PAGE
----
Impulse response is shown to be an all-important response of a circuit. The equivalence between impulse excitation and non-zero initial conditions is established in this chapter. The chapter also shows how to derive the zero-state response to other inputs like unit step and unit ramp from impulse response in detail. The tendency of inductance to keep a circuit current smooth is pointed out and illustrated.

The notions of DC steady-state, AC steady-state and periodic steady-state are made clear and demonstrated through several worked examples. The chapter ends with a general method of solution to single time-constant RL circuits in ‘transient response + forced response’ format as well as in ‘zero-input response + zero-state response’ format. This chapter places emphasis on impulse response as the key circuit response, keeping in perspective the discussion on convolution integral in the second text planned under this series.

Chapters 11 and 12 take up a similar analysis of RC and RLC circuits respectively. Further, these chapters gradually introduce the concept of sinusoidal steady-state frequency response curves through RC and RLC circuits and set the background for Fourier series in a later chapter. Specific examples where the excitation is in the form of a sum of harmonically related sinusoids containing three to five terms are used to illustrate the use of frequency response curves and their linear distortion. The conditions for distortion-free transmission of signals are briefly hinted at in Chapter 11. A detailed coverage on distortion-free transmission of signals will appear in a chapter on Fourier transforms in the second text planned under this series.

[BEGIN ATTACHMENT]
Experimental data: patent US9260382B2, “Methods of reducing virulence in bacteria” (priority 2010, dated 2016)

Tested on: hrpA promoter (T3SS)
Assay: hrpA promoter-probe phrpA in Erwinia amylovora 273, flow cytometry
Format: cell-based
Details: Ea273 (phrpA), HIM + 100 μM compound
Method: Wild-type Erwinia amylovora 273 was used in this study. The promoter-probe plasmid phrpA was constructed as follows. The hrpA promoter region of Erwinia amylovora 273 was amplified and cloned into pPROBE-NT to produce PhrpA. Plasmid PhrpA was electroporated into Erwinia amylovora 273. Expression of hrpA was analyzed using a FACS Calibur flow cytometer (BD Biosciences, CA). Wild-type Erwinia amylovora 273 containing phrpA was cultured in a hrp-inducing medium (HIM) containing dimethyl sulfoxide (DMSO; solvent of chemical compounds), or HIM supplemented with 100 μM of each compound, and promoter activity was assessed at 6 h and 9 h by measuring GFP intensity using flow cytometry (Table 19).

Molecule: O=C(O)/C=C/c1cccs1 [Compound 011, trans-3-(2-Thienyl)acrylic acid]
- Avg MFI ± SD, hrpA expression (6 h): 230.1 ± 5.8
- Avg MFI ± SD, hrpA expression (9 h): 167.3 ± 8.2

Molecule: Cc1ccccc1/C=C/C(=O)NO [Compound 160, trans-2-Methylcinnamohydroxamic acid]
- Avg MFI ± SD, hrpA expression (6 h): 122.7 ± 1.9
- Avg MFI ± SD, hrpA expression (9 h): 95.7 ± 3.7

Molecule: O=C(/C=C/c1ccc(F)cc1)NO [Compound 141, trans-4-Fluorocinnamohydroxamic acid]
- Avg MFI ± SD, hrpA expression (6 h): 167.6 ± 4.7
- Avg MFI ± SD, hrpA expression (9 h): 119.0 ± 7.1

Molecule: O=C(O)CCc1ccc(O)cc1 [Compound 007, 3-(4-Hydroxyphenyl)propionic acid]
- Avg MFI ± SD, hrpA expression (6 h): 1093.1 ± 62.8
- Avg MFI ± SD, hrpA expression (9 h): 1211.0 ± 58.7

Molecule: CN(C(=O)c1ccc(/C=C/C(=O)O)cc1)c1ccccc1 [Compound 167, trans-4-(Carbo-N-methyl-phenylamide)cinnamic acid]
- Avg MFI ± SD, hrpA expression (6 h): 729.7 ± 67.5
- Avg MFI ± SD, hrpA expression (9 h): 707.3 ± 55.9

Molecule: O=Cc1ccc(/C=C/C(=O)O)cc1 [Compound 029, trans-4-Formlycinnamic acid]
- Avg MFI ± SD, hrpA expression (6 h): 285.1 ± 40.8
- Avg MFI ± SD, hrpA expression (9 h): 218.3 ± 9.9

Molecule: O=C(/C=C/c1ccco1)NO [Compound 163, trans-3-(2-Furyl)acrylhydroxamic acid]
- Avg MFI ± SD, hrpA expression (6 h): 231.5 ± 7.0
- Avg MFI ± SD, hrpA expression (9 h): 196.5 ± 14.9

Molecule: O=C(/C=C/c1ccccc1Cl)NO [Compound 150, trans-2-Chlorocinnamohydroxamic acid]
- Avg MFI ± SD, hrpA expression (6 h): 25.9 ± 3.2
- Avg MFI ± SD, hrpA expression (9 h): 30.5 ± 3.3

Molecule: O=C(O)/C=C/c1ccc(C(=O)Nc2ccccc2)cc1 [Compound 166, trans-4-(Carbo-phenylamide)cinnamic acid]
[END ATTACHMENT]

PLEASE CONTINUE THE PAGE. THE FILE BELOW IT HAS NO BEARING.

Inconvenient circuit problems like shorting a charged capacitor, opening a current carrying inductor, connecting two charged capacitors together, and connecting an uncharged capacitor across a DC supply require inclusion of parasitic elements for correct explanation. Parasitic elements are emphasized at various places in chapters dealing with time-domain analysis.

Chapter 13 expands an arbitrary input signal along a line parallel to the vertical axis in a signal plane i.e., in terms of damped sinusoids of different frequencies rather than in terms of undamped sinusoids of different frequencies. This expansion is illustrated graphically in the case of a simple waveshape to convince the reader that an aperiodic signal can indeed be obtained by a large number of exponentially growing sinusoids and that there is nothing special about expansion of a waveshape in terms of undamped sinusoids. This expansion of signals leads to Laplace Transform of the signal. Properties of Laplace Transform, use of Laplace Transform in solving differential equations and circuits, transfer functions, impedance functions, poles, and zeros follow. This chapter also includes a graphical interpretation of frequency response function in the s-plane. Stability criterion is re-visited and circuit theorems are generalized.

Chapter 14 is on magnetically coupled circuits. It introduces the mutual inductance element, building on the properties of perfectly coupled linear transformer and ideal transformer. Transient response of coupled coil circuits and sinusoidal steady-state in such circuits are also covered in this chapter. Applications of two-winding transformer in impedance matching, design of tuned amplifiers etc., are explained.


The student-reader is expected to have gone through basic level courses in electromagnetism, complex algebra, differential calculus and integral calculus. These are covered in the pre-engineering school curricula of all boards of senior/higher secondary school education in India.